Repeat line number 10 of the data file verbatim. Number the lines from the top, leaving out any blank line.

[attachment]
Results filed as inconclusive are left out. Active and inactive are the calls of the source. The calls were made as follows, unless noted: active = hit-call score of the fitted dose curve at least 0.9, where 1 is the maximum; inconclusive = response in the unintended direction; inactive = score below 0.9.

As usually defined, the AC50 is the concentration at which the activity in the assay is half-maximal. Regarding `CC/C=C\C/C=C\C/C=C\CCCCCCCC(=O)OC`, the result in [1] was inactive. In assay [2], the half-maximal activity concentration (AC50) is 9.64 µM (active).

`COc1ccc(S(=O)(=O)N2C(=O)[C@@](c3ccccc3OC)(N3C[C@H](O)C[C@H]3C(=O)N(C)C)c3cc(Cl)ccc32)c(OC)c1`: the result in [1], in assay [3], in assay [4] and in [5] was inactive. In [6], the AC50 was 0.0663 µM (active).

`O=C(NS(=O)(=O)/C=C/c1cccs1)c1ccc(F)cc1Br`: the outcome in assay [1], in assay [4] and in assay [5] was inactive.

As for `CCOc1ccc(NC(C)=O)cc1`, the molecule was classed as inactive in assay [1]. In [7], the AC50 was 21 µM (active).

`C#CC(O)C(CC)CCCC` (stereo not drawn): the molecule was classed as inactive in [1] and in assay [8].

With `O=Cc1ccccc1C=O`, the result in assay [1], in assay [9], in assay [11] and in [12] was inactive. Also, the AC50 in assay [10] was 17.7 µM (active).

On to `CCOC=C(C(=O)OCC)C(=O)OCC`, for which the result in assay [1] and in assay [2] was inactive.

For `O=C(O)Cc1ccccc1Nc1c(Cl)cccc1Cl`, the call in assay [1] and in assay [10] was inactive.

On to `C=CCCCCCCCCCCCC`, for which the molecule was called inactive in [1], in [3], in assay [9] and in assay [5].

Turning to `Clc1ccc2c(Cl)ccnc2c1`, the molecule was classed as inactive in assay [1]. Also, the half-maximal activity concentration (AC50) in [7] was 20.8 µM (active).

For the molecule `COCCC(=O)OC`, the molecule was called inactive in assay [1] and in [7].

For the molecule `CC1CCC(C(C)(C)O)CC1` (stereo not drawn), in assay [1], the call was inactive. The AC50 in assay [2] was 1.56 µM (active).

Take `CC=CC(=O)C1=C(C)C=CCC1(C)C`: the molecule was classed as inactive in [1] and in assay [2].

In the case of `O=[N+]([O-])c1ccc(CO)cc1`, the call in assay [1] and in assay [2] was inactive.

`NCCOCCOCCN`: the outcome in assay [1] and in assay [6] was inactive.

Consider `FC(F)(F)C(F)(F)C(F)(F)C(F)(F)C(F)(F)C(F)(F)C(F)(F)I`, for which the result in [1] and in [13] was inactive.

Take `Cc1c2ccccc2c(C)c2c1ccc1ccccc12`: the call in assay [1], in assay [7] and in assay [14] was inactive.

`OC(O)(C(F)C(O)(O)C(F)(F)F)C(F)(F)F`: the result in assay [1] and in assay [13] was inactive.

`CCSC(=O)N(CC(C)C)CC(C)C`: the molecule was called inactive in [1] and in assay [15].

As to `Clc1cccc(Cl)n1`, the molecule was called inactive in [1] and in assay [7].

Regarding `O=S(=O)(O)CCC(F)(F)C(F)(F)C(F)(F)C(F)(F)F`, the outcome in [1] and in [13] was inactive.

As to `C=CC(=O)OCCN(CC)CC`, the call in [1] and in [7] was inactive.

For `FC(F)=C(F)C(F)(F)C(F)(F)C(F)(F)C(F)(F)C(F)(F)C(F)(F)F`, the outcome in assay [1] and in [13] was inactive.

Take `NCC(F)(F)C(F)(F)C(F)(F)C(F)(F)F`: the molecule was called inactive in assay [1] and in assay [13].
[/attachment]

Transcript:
On to `C=CCCCCCCCCCCCC`, for which the molecule was called inactive in [1], in [3], in assay [9] and in assay [5].